t’s a struggle real estate investors have always dealt with, and for many it’s just another cost of doing business.
But what’s actually behind the expense? Why do savvy real estate investors need to pay more than the average Joe buying a house on Main Street?
The main gist is that investment loans are riskier to lenders. Here’s a little more detail on why:
1. Your income relies on the property
One of the biggest problems is that your income is directly correlated to the property you’re purchasing, and its future profitability can’t be easily predicted or guaranteed. If that investment goes south and you’re not able to reap the returns you were hoping for, you might not have the financial means to keep paying your loan. This presents an added risk for the lender. Charging more in interest helps protect against this risk and cushion the blow should things go awry.
2. You don’t plan to live there
When you live in a property you’ve mortgaged, you’re less likely to up and abandon ship when the going gets tough. In most situations, you’d probably do all you could to make those mortgage payments and avoid losing your house.
With an investment property, you don’t have as much of a personal stake. Sure, you want to make money off the home, but your physical safety and security (or that of your family) doesn’t depend on it. This makes you more likely to bail on the home -- and its attached mortgage -- when finances are tight (or even if it’s just not producing the income you set out for).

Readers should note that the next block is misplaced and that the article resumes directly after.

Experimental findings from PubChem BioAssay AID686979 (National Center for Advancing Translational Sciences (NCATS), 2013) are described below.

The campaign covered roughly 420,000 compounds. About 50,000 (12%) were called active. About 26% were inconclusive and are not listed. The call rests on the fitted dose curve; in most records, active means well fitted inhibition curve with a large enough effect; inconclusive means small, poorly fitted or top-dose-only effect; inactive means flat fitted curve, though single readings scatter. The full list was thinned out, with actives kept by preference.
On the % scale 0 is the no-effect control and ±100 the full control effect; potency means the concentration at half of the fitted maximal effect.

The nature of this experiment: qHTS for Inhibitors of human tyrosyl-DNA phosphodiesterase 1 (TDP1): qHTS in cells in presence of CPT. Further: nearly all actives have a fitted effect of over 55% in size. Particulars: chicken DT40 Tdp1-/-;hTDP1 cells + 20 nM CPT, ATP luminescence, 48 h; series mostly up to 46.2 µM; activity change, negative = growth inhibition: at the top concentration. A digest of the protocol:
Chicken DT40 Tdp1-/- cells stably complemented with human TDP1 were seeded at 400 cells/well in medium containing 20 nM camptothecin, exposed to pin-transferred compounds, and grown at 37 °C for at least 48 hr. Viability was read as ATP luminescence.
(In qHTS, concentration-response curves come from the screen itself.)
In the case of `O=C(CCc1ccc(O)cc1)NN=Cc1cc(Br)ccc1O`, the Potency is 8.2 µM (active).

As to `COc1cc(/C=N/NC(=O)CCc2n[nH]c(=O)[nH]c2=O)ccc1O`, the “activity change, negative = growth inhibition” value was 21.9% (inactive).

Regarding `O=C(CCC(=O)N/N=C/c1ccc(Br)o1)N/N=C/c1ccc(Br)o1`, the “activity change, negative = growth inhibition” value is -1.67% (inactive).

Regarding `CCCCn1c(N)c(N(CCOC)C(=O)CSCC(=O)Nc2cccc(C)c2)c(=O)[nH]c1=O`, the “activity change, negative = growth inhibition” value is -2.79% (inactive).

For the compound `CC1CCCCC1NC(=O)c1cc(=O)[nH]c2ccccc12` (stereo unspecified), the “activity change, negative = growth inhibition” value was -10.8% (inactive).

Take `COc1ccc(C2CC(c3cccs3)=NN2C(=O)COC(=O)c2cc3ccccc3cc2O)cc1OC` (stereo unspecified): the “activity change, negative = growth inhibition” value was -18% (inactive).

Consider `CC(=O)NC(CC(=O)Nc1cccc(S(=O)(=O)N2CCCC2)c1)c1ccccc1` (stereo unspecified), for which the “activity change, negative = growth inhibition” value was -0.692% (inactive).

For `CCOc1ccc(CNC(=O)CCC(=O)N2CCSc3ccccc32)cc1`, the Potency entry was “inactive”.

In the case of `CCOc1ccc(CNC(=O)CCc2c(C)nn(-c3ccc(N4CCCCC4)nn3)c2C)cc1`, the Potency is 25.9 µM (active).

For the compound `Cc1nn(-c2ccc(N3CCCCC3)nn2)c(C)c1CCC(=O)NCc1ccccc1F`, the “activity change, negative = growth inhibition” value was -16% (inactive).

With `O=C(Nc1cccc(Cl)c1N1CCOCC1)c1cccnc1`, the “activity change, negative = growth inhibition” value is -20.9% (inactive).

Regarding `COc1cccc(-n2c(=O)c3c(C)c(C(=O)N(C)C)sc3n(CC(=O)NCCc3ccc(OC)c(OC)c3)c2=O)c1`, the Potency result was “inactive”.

Because of this, lenders are usually more cautious when financing a property you’re not planning to live in, and that shakes out to a higher interest rate and stricter qualifying requirements.
A little pro tip here: If you want to finance a duplex or triplex and actually live on the property, you might be able to get some sweet deals on your loan. FHA loans are available for these types of purchases and only require a 3.5% down payment.
3. Your job isn’t predictable or stable
Homebuyers with non-traditional jobs are typically forced to use a Non-Qualified Mortgage (Non-QM) or bank statement loan due to the unpredictability of their employment and overall income. These loans come with higher rates than traditional financing options and can cost significantly more over time.
The same idea applies to real estate investors. If you’re a full-time investor or a good chunk of your income relies on your rental properties, there’s no guarantee you’ll have the same or similar income a year from now. As a result, your lender will slap a higher rate on the loan to help protect themselves.
4. Your assets are tied up
Cash reserves and liquid assets are vital if you want to secure a decent rate on an investment property loan. If all your cash is tied up in hard-to-move real estate, it means you have fewer options if money gets tight. Again, this presents an additional risk to the lender and forces the higher rate.
Want a lower rate on your investment loan?
Obviously you want to minimize your investment loan’s interest rate as much as possible. To help move the needle, consider putting down a hefty down payment and have at least a year’s worth of estimated mortgage payments in the bank before applying. Improving your credit score can also help your case in the rate department.
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